At Liverpool he suddenly stopped at a post-box and mailed his card to Istra. That ended his debate. Of course after that he had to go back to America.

He sailed exultantly, one month and seventeen days after leaving Portland.



CHAPTER XII

HE DISCOVERS AMERICA



In his white-painted steerage berth Mr. Wrenn lay, with a scratch-pad on his raised knees and a small mean pillow doubled under his head, writing sample follow-up letters to present to the Souvenir and Art Novelty Company, interrupting his work at intervals to add to a list of the books which, beginning about five minutes after he landed in New York, he was going to master. He puzzled over Marie Corelli. Morton liked Miss Corelli so much; but would her works appeal to Istra Nash?

He had worked for many hours on a letter to Istra in which he avoided mention of such indecent matters as steerages and immigrants. He was grateful, he told her, for "all you learned me," and he had thought that Aengusmere was a beautiful place, though he now saw "what you meant about them interesting people," and his New York address would be the Souvenir Company.

He tore up the several pages that repeated that oldest most melancholy cry of the lover, which rang among the deodars, from viking ships, from the moonlit courtyards of Provence, the cry which always sounded about Mr. Wrenn as he walked the deck: "I want you so much; I miss you so unendingly; I am so lonely for you, dear." For no more clearly, no more nobly did the golden Aucassin or lean Dante word that cry in their thoughts than did Mr. William Wrenn, Our Mr. Wrenn.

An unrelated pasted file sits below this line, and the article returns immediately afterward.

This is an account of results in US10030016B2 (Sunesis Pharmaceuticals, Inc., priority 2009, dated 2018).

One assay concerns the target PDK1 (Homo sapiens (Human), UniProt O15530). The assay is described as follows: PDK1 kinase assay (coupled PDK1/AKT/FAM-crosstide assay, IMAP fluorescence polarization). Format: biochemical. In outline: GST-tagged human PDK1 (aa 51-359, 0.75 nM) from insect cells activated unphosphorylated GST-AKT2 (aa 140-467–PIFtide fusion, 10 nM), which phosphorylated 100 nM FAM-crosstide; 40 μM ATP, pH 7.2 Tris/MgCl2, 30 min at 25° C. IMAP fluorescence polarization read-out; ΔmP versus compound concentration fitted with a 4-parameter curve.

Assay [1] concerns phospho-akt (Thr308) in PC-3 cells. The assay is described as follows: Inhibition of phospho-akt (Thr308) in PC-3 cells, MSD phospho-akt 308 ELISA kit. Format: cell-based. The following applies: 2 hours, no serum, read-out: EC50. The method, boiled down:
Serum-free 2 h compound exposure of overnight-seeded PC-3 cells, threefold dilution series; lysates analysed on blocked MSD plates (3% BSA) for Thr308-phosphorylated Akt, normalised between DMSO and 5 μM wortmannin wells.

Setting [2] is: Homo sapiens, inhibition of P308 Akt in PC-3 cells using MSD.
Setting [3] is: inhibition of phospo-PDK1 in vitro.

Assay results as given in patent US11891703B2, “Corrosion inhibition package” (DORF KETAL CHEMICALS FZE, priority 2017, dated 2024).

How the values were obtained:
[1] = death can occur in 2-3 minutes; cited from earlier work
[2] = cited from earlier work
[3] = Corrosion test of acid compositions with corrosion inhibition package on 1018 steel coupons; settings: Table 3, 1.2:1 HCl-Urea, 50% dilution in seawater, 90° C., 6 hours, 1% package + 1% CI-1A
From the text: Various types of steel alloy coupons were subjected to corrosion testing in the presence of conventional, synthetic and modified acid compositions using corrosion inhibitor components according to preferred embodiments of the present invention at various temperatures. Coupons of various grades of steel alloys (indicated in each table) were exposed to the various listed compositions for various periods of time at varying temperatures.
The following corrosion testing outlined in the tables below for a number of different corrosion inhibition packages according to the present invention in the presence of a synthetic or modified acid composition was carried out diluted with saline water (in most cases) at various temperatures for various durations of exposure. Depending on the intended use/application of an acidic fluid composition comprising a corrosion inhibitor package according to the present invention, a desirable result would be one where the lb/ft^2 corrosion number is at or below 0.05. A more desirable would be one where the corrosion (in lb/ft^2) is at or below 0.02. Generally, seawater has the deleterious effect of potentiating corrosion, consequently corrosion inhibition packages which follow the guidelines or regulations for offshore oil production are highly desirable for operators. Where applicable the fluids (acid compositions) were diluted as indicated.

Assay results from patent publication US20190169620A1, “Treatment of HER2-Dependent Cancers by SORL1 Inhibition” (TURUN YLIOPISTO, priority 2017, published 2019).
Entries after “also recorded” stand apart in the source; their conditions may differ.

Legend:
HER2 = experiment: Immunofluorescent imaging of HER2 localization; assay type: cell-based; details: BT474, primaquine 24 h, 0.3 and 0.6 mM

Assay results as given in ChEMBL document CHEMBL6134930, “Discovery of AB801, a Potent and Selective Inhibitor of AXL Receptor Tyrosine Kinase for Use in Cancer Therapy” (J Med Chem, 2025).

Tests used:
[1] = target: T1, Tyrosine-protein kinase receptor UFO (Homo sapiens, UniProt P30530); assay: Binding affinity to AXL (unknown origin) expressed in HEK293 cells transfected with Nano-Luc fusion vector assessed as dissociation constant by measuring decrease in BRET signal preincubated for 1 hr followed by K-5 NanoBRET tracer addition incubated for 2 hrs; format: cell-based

A third-class steward with a mangy mustache and setter-like tan eyes came teetering down-stairs, each step like a nervous pencil tap on a table, and peered over the side of Mr. Wrenn's berth. He loved Mr. Wrenn, who was proven a scholar by the reading of real bound books—an English history and a second-hand copy of Haunts of Historic English Writers, purchased in Liverpool—and who was willing to listen to the steward's serial story of how his woman, Mrs. Wargle, faithlessly consorted with Foddle, the cat's-meat man, when the steward was away, and, when he was home, cooked for him lights and liver that unquestionably were purchased from the same cat's-meat man. He now leered with a fond and watery gaze upon Mr. Wrenn's scholarly pursuits, and announced in a whisper:

"They've sighted land."

"Land?"

"Oh aye."

Mr. Wrenn sat up so vigorously that he bumped his head. He chucked his papers beneath the pillow with his right hand, while the left was feeling for the side of the berth. "Land!" he bellowed to drowsing cabin-mates as he vaulted out.